Despite the lack of OGs around to pass down those missing insights, our current generation does its best to make do with what they have. “We don’t have a lot of people from previous generations passing greatness down from one person to the next so that we can actually bring them into the pipeline of making music,” Qué told The 4th Quarter. “A lot of things have to be DIY, come from the young n*ggas, and even people like myself who are working as much as we can by themselves or with a team of people/ friends making it work however they can.” Prior to 2020, he claims the creative scene has started to see a lot more synergy between the art crowd and everyone else in the city, and now music artists who are taking their careers seriously are finally beginning to see the fruits of their labor. From these authoritative leaders down to younger artists in the city, they’re all preaching the gospel of the importance of Baltimore artists preserving their masters and learning how to make their music profitable in order to sustain a livelihood in the creative space. Most of all, they’re proving that there’s no one way to stand out – everybody has their own style that makes them special.
“They don’t have to be one type of person, there are hella faces of Baltimore as far as the scene and there’s a whole underground scene that a lot of people don’t know about.” – Deetranada
On top of this unique creative period the city is living through right now, artists are not only flourishing in their respective lanes as individuals, they’re also coming together in a way we haven’t seen since as recent as 2015. “We’ve always been a very collaborative city, but now it’s just next level,” said Bobby Woody, a local artist, audio engineer, and event curator. Witnessing the city’s growth first hand, Woody as well as others are in awe of the long overdue come up Baltimore has been on. “I think that the artists in the city are doing a great job at keeping the buzz up and promoting themselves,” said up-and-coming femcee WhoCamille, who describes the scene as thriving. “People are going crazy with the creative waves they’re making.” In previous years, we had the best of the best like late artists MikeySavage and Dee Dave – considered beloved stepping stones in Baltimore’s music scene – putting in the hard work to build this city up in ways we could’ve never imagined. Although Baltimore’s underground scene is not a new phenomenon to the city, the world may think otherwise now that social media has come into play. According to budding music artist THEBLCKGIN, social media has grown to become more of a business and asset for Baltimore’s newest acts to use in an effort to boost their work. “Four years ago, social media wasn’t what it is now. You weren’t getting opportunities off of social media, people were just seeing you.” Thanks to the power of these platforms like Twitter, Instagram, Clubhouse, etc., Baltimore’s slew of up next artists have more eyes on them now than ever before and it’s working wonders for the city’s rising influence.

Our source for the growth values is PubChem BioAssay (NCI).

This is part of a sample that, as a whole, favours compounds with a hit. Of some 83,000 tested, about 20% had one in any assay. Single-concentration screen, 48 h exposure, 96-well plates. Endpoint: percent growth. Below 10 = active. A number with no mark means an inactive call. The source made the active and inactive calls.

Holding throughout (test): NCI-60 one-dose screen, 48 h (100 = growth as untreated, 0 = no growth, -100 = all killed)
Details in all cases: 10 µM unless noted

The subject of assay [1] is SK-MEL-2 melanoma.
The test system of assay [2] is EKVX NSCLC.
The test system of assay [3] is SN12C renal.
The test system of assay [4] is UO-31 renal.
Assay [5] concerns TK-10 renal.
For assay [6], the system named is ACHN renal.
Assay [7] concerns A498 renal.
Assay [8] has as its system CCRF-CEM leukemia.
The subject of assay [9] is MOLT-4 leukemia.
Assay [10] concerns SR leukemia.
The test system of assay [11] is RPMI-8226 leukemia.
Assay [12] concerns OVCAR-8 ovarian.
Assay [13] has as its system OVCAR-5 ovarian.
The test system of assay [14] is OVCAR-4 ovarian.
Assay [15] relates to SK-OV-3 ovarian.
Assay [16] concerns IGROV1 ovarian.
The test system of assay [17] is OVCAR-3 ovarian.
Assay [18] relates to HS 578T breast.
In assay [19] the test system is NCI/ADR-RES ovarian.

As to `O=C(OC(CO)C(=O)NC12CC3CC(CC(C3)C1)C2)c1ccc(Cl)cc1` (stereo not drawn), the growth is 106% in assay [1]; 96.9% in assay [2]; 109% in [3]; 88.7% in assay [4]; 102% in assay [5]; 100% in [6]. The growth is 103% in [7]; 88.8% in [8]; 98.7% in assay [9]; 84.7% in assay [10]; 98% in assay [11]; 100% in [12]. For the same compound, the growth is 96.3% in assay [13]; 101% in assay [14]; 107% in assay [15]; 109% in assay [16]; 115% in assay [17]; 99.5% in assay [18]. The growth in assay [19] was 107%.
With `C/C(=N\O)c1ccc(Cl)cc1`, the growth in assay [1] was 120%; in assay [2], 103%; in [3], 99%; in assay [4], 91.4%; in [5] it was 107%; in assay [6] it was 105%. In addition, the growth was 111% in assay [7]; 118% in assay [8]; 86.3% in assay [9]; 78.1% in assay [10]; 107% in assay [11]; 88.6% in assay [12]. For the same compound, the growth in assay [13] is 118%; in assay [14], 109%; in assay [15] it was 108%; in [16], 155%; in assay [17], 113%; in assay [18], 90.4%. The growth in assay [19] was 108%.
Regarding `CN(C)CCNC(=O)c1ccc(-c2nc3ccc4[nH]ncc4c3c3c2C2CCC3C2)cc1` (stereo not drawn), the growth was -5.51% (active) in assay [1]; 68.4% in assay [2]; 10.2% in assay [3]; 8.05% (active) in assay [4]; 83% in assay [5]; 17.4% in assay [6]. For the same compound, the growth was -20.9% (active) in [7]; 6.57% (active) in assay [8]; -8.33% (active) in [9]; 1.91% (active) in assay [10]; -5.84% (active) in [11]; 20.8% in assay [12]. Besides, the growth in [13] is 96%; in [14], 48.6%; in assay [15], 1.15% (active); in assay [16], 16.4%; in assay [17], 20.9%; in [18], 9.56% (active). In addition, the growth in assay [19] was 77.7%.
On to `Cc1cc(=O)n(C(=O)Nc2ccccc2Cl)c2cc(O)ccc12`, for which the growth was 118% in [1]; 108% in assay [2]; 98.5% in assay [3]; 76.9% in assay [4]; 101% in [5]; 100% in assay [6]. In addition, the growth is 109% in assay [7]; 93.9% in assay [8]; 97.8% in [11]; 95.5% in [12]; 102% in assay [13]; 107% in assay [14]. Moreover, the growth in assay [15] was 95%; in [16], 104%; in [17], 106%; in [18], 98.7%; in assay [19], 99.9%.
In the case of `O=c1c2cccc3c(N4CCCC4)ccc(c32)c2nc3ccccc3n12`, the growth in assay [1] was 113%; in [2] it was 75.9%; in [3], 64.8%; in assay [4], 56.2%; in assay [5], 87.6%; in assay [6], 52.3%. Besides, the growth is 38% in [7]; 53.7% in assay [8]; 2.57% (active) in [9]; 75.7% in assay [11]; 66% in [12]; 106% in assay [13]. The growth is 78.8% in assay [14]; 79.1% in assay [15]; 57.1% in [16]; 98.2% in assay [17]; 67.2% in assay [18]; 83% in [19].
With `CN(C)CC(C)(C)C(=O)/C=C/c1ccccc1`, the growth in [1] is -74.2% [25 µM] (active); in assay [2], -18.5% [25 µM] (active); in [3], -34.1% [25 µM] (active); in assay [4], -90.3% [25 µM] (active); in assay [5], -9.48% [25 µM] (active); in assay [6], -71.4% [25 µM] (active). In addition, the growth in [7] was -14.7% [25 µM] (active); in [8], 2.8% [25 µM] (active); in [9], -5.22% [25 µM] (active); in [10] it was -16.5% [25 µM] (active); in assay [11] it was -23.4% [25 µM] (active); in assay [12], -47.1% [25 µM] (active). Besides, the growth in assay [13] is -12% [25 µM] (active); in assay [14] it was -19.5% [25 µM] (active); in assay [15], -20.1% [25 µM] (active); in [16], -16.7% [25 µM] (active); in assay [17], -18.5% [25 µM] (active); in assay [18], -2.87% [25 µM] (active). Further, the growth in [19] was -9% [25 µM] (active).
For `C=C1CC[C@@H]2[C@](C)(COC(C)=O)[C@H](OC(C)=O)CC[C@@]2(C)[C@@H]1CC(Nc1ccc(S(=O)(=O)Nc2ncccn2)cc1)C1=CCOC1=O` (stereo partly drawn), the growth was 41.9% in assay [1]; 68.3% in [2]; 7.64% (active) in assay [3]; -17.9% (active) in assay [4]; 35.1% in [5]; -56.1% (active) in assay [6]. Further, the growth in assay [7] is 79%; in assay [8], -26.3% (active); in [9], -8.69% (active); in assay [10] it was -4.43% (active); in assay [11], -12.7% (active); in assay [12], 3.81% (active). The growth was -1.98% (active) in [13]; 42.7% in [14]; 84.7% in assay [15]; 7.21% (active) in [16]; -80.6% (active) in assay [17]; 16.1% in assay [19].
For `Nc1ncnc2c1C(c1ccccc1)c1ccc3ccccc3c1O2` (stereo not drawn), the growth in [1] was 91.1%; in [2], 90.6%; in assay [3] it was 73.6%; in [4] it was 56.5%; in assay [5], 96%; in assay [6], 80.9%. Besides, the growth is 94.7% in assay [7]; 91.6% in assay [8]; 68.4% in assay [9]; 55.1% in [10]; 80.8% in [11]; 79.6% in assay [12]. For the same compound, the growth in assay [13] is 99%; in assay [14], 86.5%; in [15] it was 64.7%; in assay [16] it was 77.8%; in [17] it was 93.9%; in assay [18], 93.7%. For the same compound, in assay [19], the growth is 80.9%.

Compared to what the DIY scene looked like ten years ago, there’s now is a running list of artists in Baltimore changing it to where we’re making noise outside of these battered city streets. We have artists and creators stepping up to become the voice of the voiceless because they genuinely want to see the city as a whole prosper. “Everybody’s soaring right now. There’s so many different types of art being shared in different ways,” Deetranada shared with The 4th Quarter. “I f**k with how we’re not on, on, on yet, but everybody’s starting to look. I see the conversations on social media and a lot of people are looking at Baltimore, more than we think. I really think this is our year.” To her, the DIY title is more than just a label for a section of the city, it speaks to Baltimore’s character and what we’re striving to accomplish through our art. “When people ask what sound do we have, I feel like Baltimore just sounds like originality. We have so much versatility as far as the whole city, but in a way you still know where we from because you hear it in our voice. Other cities are identified by their beats, but we’re identified by the strength in our voices.”
Baltimore – and not just the central part of the city – is the very definition of DIY through and through. We don’t just talk about what we want to do, we go out and get it out the mud ourselves, no outside help needed. Regional support aside, we have all the tools we need to put this city together, we just have to keep pushing forward. “It’s not entirely the fault of people who don’t support each other because we don’t know that we’re supposed to,” said Qué. “But that is the stuff that it’s going to take, we just have to figure it out and make the connection so we can actually start doing that.”
This city is full of talented people like artists T. Ali, Brandon Woody, Kay L.A., Doowy Lloh, Kotic Couture, YTK, Baby Kahlo, Mack Scott, Shwaze Collins, and many more making things shake on the music side. Then you have creators like clothing designer Akilé and the entire Finagopark camp (Finagobaby, Score Swayze, Benjamin Banger, Burnout, L Busy, Descentive, Talk2nobody, The Gxod Fellas) learning all sides of their crafts to become self-made entities running their own creative operations, respectively. And you can’t forget our culture’s commentators like The Working Title Podcast and Lawrence Burney as well as visual artists Devin Allen and Shan Wallace who are documenting the city’s history in real-time as it’s happening right before our very eyes. Baltimore has the world in the palm of its hands right now, so the time for the city’s creative scene to break out is now.